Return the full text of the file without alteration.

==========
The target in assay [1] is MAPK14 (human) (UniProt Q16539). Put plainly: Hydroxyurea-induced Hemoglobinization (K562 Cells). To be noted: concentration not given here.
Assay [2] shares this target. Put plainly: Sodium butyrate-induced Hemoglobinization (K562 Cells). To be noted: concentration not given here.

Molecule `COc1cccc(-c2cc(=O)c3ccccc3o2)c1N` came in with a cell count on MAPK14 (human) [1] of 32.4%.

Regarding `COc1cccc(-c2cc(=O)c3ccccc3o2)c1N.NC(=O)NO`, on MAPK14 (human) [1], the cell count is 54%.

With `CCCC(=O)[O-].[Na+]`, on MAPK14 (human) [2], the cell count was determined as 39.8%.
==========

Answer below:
The target in assay [1] is MAPK14 (human) (UniProt Q16539). Put plainly: Hydroxyurea-induced Hemoglobinization (K562 Cells). To be noted: concentration not given here.
Assay [2] shares this target. Put plainly: Sodium butyrate-induced Hemoglobinization (K562 Cells). To be noted: concentration not given here.

Molecule `COc1cccc(-c2cc(=O)c3ccccc3o2)c1N` came in with a cell count on MAPK14 (human) [1] of 32.4%.

Regarding `COc1cccc(-c2cc(=O)c3ccccc3o2)c1N.NC(=O)NO`, on MAPK14 (human) [1], the cell count is 54%.

With `CCCC(=O)[O-].[Na+]`, on MAPK14 (human) [2], the cell count was determined as 39.8%.